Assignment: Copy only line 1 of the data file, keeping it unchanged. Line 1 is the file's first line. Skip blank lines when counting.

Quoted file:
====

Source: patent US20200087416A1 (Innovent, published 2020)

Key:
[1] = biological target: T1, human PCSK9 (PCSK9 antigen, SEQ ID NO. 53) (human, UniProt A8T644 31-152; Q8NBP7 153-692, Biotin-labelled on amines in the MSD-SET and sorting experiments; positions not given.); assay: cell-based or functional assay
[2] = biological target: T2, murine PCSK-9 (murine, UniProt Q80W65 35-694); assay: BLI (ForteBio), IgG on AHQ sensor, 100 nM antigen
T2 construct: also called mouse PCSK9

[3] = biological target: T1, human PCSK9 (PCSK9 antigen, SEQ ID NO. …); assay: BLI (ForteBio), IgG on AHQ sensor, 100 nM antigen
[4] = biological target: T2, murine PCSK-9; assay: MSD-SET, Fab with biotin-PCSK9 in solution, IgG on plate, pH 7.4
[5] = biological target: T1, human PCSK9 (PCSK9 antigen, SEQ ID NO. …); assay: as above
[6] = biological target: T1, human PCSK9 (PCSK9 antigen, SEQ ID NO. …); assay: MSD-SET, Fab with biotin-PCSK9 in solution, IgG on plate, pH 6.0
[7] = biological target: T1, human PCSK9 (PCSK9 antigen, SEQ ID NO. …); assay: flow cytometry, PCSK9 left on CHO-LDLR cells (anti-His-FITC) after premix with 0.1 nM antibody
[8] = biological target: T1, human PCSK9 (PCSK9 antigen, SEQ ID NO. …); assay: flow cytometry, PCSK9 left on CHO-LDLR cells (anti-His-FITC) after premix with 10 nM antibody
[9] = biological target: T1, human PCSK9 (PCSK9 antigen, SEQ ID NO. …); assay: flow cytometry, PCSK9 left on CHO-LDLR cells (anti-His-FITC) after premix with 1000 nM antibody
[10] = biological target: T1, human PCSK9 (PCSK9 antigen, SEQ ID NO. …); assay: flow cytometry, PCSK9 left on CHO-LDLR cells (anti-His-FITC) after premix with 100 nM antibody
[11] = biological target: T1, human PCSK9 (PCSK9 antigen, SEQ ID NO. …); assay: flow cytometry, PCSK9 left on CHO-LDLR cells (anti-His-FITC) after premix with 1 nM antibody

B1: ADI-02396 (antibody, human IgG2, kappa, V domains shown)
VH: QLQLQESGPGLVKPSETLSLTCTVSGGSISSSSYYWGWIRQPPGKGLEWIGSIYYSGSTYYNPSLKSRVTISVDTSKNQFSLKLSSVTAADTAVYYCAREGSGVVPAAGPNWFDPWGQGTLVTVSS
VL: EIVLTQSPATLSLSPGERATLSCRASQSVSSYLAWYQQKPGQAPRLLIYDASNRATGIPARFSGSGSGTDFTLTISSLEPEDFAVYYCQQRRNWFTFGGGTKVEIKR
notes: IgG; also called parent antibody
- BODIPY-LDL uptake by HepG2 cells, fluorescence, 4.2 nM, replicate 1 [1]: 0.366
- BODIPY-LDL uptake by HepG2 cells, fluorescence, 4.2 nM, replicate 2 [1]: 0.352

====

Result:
Source: patent US20200087416A1 (Innovent, published 2020)